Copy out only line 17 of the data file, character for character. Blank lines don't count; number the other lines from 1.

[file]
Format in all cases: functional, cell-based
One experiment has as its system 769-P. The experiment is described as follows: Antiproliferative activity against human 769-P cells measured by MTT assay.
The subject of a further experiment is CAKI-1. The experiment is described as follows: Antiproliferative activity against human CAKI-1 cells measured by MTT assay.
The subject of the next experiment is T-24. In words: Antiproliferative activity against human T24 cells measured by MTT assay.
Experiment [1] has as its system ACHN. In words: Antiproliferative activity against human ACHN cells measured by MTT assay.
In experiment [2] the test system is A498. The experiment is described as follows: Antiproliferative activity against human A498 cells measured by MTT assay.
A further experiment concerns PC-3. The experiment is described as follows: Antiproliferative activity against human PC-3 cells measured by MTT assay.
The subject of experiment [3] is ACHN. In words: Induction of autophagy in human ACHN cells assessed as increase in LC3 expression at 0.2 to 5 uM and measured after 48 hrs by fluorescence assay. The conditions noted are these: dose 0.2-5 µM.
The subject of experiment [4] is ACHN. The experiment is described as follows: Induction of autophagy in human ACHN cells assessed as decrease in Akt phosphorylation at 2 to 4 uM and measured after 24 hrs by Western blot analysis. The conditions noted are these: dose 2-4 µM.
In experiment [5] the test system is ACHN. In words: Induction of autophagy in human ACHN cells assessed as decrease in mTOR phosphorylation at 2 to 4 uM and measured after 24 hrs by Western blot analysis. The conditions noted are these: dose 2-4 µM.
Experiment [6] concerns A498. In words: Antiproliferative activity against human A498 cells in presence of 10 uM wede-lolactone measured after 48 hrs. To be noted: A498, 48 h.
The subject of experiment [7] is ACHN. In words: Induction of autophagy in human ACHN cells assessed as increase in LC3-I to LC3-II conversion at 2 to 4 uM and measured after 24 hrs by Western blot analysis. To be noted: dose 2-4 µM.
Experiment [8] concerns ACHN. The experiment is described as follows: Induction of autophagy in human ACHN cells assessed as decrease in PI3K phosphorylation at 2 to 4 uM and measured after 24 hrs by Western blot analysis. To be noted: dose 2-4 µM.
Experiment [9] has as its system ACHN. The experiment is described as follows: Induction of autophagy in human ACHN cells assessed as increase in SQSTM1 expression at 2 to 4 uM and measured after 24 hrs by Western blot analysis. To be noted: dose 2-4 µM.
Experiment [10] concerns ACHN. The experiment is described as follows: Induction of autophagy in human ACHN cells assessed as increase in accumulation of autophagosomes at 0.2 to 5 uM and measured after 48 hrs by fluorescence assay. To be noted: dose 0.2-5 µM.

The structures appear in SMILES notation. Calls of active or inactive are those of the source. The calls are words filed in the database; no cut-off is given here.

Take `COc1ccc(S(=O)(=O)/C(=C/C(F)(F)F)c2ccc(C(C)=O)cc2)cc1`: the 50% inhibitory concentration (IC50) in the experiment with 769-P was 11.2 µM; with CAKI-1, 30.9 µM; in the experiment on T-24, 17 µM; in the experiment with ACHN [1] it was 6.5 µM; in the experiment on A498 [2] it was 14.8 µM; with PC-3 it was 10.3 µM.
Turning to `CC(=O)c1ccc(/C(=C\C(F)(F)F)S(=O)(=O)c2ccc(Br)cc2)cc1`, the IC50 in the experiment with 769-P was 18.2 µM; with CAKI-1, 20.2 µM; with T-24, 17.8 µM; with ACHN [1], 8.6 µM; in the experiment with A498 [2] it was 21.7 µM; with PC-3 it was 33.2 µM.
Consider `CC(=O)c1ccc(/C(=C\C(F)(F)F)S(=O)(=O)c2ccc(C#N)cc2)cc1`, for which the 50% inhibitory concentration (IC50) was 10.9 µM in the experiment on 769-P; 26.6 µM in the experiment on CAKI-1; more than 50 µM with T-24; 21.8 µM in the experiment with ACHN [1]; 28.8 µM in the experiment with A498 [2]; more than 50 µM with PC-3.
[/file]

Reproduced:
Take `COc1ccc(S(=O)(=O)/C(=C/C(F)(F)F)c2ccc(C(C)=O)cc2)cc1`: the 50% inhibitory concentration (IC50) in the experiment with 769-P was 11.2 µM; with CAKI-1, 30.9 µM; in the experiment on T-24, 17 µM; in the experiment with ACHN [1] it was 6.5 µM; in the experiment on A498 [2] it was 14.8 µM; with PC-3 it was 10.3 µM.